The long awaited screen adaptation of Hunter S. Thompson’s early novel, The Rum Diary delivers a uniquely lucid insight into the mind of the later Gonzo writer – a semi-autobiographical account of a young reporter trying to establish his style and voice in San Juan during the late fifties.

Depp plays a fairly naïve and toned down version of Thompson in Paul Kemp. This is a more constrained character than his alter-ego in Fear and Loathing in Las Vegas, yet the loyalty (to both the physical Thompson and his alternate forms) with which Depp inhabits the fluctuating character of Kemp is rewarding. I say fluctuating, as Kemp is really a combination of two characters in the novel, his namesake but also the omitted Yeamon – the pair being two sides of the same coin. The fact that Yeamon was written out of the script really strengthens the focus of the film as, with a clear protagonist, the audience’s ability to follow the already sporadic plot line is reinforced. Similarly, Sanderson (Aaron Eckhart) is singled out for the purposes of the film as the archetypal slick and sleazy crook – the representative of ‘the system’ and its oppressive nature. Nevertheless, sometimes the real antagonist forces were lost throughout the narrative as the shady character of Sanderson vies with the looming threat of development and colonisation to be the real enemy.

Meanwhile, Giovanni Ribisi is cast as the brilliantly disturbing Moburg in one of the film’ s most developed performances. Typical of the psychotic personality that Thompson loved to create, Moburg is twisted to the point of comedy and well suited to be depicted by Ribisi. When coupled with Lotterman (Richard Jenkins) the pair provide hyperbolic conflict that underpins the contentious mood towards the beginning of the film. Where The Rum Diary really excels is in the immersive culture of fifties San Juan, with open top cars, bowling shirts and cigars aplenty, the atmosphere is spot on.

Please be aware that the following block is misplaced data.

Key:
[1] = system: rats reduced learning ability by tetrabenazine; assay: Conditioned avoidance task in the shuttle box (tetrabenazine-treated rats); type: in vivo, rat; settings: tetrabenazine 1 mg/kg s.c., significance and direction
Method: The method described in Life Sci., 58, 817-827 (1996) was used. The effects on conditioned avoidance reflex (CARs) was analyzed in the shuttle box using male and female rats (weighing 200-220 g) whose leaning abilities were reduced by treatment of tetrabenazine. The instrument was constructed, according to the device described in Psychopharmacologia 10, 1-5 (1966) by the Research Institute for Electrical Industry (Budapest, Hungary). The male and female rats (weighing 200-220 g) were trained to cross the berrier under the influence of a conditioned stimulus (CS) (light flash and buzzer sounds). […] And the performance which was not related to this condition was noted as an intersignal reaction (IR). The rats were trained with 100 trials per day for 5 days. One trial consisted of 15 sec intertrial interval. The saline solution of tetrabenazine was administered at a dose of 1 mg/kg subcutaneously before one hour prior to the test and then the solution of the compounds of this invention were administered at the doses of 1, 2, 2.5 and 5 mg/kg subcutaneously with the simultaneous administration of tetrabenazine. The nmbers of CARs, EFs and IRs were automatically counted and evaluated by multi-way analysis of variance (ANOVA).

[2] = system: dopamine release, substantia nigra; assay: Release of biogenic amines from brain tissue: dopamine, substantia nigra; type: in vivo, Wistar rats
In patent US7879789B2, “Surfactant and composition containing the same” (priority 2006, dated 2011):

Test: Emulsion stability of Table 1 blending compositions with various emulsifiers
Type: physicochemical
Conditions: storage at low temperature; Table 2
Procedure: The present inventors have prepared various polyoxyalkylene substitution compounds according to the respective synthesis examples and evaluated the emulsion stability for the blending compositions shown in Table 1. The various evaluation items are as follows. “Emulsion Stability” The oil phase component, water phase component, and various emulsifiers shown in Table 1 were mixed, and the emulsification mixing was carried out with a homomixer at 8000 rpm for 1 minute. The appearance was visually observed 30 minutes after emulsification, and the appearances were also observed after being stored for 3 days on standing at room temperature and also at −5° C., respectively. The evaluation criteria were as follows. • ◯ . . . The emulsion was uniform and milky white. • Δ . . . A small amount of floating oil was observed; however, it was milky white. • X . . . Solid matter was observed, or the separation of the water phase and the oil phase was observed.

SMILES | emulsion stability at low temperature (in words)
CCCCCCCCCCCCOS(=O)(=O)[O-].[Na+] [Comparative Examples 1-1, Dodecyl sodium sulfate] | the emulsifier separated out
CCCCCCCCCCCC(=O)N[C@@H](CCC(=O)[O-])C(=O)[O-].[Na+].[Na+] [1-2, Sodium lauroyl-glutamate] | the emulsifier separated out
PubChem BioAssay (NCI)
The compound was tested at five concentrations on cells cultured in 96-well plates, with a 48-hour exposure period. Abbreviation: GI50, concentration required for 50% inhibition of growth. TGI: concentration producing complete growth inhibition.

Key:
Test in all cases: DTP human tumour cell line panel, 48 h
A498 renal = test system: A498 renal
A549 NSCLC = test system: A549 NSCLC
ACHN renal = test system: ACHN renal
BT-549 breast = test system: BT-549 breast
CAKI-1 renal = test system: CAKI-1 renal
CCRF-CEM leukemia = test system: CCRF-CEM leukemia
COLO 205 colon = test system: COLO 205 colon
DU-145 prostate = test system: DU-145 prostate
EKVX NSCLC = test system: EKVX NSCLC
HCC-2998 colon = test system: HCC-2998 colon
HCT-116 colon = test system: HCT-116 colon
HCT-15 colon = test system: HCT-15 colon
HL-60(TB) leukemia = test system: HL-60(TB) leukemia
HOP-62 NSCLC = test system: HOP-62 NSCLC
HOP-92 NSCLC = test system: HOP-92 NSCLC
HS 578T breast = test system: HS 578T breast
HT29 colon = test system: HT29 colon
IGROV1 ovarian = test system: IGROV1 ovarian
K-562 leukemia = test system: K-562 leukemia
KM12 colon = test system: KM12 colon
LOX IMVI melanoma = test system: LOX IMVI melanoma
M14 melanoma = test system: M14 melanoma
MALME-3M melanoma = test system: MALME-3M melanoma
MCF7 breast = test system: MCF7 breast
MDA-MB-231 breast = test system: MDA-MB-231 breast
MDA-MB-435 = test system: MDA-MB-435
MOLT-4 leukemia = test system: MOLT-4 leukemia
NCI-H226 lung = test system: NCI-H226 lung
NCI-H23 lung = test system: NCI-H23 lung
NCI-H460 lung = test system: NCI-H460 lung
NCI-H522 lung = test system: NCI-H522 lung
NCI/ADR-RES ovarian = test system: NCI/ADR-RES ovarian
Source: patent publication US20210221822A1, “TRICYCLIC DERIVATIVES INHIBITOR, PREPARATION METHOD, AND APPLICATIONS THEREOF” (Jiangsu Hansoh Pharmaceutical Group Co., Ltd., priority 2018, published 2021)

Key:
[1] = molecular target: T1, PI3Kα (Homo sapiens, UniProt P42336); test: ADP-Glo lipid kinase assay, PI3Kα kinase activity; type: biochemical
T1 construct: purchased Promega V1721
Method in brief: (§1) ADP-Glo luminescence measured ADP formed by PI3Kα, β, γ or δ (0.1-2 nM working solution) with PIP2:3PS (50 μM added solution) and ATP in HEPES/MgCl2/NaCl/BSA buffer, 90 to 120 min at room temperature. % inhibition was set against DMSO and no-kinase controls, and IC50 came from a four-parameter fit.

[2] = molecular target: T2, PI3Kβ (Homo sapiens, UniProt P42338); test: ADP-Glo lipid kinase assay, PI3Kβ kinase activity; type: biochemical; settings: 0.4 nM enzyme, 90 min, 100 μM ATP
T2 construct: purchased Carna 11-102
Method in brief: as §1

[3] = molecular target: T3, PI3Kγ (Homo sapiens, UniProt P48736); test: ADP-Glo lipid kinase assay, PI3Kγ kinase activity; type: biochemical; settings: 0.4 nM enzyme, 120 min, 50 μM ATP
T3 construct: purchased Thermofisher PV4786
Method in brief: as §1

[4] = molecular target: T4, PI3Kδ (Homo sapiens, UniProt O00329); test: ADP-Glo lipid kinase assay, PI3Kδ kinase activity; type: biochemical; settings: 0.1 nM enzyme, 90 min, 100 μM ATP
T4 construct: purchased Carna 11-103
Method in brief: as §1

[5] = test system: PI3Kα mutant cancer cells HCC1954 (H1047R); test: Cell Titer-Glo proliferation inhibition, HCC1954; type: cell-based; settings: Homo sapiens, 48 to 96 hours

Unfortunately, toward the end of The Rum Diary, the focal point gets lost. Though this is no surprise when dealing with a Thompson adaptation, it will probably be off-putting for those viewers who are perhaps less familiar with his work. In essence, that is probably the only failing of this movie; it is not entirely accessible as, to some degree, it relies on assumed knowledge.

Nurtured since the manuscripts rediscovery in the late nineties, it would appear that The Rum Diary has been a long coming labour of love for Johnny Depp. While the suicide of Thompson understandably set shooting back, promised appearances from Benicio Del Toro and Brad Pitt, among others, never came to fruition and it is largely thanks to Depp himself (and Director, Bruce Robinson) that it ever made it to the screen. It seems that the real value in The Rum Diary is as a dedication to Depp’s once friend, Hunter S. Thompson, and to fans of the Gonzo journalist – this is by no means an introduction for sightseers and tourists into the mind of the writer, and neither is representative of his works as a whole. It has to be said that, despite the few flaws in this film, as an interpretation The Rum Diary has still succeeded as a work of cinematic art.

Thomas Powell

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